Despite a sunny Sunday afternoon, television turned out to be the biggest winner as viewers headed through the entrances to watch football, baseball, and Tiger Woods as homes using television (HUT) levels went through the roof.
Big events certainly helped goose the numbers: in the Chicago area, you had the Crosstown Classic between the Chicago Cubs and Chicago White Sox; NFL action with the Bears taking on the Arizona Cardinals in Glendale, Ariz.; and Tiger Woods playing in the Tour Championship, himself a huge television draw.
The Bears game airing on Fox-owned WFLD proved to be a huge winner locally, averaging a 23.7 Nielsen household rating according to the Chicago Tribune. The game went out to only 14 percent of the country, with everyone else getting Cowboys-Seahawks as the Bears eked out a 16-14 victory, though a lot of pundits assumed the Bears would make mincemeat out of the hapless Cardinals. With the win, the Bears are now in first place for the first time since 2014.
The Bears easily outdrew the Cubs-White Sox game at Guaranteed Rate Field, despite airing on two channels with a 6.3 combined household rating. Chicago viewers clearly preferred the Cubs telecast on ABC 7 (WLS-TV) with a 4.7 rating, compared with the 1.6 rating on NBC Sports Chicago, which also featured the final broadcast of Ken “Hawk” Harrelson, ending his 33-year stint in the White Sox broadcast booth.
The number for Hawk’s departure is disappointing – but not surprising on a number of fronts for the White Sox – especially after a poor season and the low ratings the team has averaged over the last decade. Harrelson’s reputation for making controversial comments – especially three weeks ago after the team honored him on “Hawk Day” – has a penchant for tuning off viewers. During the telecast, Harrelson waded into politics and said he doesn’t watch LeBron James play anymore because of his anti-Trump comments and said athletes should stay out of politics (note the irony.) It’s simply another reason why viewers didn’t bother to tune in.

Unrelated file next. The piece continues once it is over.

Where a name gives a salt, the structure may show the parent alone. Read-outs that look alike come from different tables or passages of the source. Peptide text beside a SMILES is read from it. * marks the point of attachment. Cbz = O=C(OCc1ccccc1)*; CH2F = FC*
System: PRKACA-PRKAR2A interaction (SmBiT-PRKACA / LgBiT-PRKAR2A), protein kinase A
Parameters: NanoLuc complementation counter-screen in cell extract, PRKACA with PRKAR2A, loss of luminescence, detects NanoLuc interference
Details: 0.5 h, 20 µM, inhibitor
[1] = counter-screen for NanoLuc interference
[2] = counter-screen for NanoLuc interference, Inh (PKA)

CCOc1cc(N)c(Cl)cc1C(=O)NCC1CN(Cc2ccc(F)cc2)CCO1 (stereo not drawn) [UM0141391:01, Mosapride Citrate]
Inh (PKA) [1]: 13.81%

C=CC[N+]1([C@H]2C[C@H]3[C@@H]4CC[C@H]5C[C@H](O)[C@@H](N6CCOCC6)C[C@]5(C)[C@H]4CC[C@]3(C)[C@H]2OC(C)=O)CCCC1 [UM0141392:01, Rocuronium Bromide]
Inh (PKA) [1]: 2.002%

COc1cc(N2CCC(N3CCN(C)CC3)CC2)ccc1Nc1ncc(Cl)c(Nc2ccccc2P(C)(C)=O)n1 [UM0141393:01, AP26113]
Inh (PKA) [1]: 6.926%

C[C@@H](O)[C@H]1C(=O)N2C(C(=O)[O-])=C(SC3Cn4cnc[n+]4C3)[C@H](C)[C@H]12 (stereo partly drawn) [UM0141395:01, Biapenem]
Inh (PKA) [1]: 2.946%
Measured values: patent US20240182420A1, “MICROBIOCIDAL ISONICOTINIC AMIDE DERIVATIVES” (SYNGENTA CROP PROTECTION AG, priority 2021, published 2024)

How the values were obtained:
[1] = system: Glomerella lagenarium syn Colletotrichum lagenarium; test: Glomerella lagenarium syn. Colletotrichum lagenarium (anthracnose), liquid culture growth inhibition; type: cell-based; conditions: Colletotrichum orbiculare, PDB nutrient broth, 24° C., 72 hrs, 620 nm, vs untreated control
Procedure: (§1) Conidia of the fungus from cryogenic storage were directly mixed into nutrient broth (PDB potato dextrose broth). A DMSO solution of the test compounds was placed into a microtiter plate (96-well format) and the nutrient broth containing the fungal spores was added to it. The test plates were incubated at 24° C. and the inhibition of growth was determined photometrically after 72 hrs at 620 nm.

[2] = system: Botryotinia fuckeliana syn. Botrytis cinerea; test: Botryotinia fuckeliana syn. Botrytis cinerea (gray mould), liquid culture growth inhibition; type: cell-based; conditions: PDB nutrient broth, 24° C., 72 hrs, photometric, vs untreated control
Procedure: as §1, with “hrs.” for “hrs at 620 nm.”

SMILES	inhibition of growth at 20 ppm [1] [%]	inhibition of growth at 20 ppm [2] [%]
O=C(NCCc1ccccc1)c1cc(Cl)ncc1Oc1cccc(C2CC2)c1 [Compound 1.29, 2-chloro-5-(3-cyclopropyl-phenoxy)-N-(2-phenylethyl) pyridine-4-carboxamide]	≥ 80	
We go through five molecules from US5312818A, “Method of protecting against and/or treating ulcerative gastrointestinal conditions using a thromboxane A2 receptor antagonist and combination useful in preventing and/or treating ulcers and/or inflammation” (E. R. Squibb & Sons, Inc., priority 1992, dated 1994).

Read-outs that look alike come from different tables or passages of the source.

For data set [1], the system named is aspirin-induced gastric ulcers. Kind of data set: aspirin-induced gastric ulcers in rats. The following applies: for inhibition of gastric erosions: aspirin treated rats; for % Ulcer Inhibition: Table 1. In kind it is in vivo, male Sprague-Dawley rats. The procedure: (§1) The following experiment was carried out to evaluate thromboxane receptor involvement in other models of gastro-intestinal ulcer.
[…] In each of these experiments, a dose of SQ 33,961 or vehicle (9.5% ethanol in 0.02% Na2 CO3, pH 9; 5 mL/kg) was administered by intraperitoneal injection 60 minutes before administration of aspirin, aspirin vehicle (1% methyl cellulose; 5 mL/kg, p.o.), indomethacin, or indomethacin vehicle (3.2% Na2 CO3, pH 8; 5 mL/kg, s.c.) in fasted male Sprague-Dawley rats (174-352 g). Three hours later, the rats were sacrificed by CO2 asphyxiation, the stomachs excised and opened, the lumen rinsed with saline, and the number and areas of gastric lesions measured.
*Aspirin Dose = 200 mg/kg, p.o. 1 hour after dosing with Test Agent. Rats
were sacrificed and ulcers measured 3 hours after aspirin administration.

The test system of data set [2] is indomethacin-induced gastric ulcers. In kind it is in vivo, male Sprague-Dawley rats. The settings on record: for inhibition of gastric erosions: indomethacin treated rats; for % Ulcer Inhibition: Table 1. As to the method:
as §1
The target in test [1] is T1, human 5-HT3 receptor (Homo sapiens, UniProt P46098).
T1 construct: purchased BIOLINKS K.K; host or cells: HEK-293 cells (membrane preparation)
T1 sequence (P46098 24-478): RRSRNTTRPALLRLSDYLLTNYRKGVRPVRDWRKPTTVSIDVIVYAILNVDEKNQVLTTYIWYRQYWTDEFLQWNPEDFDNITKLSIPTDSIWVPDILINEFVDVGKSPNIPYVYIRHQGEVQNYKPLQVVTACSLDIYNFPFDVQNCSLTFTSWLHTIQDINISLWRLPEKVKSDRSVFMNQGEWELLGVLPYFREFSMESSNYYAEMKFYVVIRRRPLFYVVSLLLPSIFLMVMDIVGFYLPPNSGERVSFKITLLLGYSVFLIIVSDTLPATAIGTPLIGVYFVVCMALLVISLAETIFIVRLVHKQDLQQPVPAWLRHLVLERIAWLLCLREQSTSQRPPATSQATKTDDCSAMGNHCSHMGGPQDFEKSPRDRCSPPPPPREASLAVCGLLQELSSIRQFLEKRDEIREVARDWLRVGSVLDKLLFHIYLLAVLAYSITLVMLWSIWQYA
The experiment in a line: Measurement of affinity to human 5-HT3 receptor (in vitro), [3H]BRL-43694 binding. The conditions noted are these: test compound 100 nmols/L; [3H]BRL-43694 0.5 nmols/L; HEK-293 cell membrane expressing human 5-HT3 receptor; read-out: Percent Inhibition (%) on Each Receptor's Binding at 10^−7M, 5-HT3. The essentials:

Still, Harrelson gave a touching, tearful goodbye on-air yesterday as both White Sox and Cubs players honored him after the game ended. The keys to the broadcast booth now belong to Jason Benetti, who assumes those duties full-time as of Monday.
But if there’s anyone who should be celebrated – as far as media people is concerned – is Tiger Woods. His comeback – where he won his first PGA Tour victory in five years – earned a 5.2 household national rating for NBC, peaking at a 7.2 in the 4:30-5 p.m. window. That’s up a whopping 206 percent from last year’s Tour Championship and despite tough competition from NFL games on CBS and Fox.
Local ratings for the Tour Championship were not available (the Tribune didn’t bother to report them), but rest assured it did better than the White Sox’s NBC Sports Chicago telecast.
National ratings released so far indicated the NFL saw metered-market increases Sunday compared to week three of the NFL season last year (though early games were down), proving once again sports is the major driver of the television business. If you put on the right type of programming people care about, viewership and homes-using-television (HUT) will increase as the biggest winner yesterday overall was over-the-air broadcast television in Chicago.
And you can put that on the board.
(Updated at 9:50 a.m. – updated Tiger Woods’ overnight Nielsen number.)